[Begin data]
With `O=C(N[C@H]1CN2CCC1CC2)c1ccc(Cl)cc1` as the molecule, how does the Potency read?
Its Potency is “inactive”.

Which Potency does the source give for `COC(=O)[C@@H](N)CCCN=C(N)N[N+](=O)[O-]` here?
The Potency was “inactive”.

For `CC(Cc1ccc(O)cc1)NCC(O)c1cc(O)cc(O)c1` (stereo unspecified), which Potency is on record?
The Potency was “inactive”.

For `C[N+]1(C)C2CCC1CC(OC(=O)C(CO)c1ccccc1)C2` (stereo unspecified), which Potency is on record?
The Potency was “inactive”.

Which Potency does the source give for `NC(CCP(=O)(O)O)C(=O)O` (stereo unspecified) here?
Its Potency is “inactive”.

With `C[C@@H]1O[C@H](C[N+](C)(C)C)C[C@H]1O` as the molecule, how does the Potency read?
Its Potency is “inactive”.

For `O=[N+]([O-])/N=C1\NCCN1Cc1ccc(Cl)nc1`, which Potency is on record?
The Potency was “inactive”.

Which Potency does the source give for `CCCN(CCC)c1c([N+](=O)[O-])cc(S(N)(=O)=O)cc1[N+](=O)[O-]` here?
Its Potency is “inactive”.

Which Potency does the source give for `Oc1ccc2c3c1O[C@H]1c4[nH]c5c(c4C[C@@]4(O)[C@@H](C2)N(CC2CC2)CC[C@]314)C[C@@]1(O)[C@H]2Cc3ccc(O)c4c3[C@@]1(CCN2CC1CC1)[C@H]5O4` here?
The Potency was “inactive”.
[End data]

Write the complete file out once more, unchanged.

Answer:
With `O=C(N[C@H]1CN2CCC1CC2)c1ccc(Cl)cc1` as the molecule, how does the Potency read?
Its Potency is “inactive”.

Which Potency does the source give for `COC(=O)[C@@H](N)CCCN=C(N)N[N+](=O)[O-]` here?
The Potency was “inactive”.

For `CC(Cc1ccc(O)cc1)NCC(O)c1cc(O)cc(O)c1` (stereo unspecified), which Potency is on record?
The Potency was “inactive”.

For `C[N+]1(C)C2CCC1CC(OC(=O)C(CO)c1ccccc1)C2` (stereo unspecified), which Potency is on record?
The Potency was “inactive”.

Which Potency does the source give for `NC(CCP(=O)(O)O)C(=O)O` (stereo unspecified) here?
Its Potency is “inactive”.

With `C[C@@H]1O[C@H](C[N+](C)(C)C)C[C@H]1O` as the molecule, how does the Potency read?
Its Potency is “inactive”.

For `O=[N+]([O-])/N=C1\NCCN1Cc1ccc(Cl)nc1`, which Potency is on record?
The Potency was “inactive”.

Which Potency does the source give for `CCCN(CCC)c1c([N+](=O)[O-])cc(S(N)(=O)=O)cc1[N+](=O)[O-]` here?
Its Potency is “inactive”.

Which Potency does the source give for `Oc1ccc2c3c1O[C@H]1c4[nH]c5c(c4C[C@@]4(O)[C@@H](C2)N(CC2CC2)CC[C@]314)C[C@@]1(O)[C@H]2Cc3ccc(O)c4c3[C@@]1(CCN2CC1CC1)[C@H]5O4` here?
The Potency was “inactive”.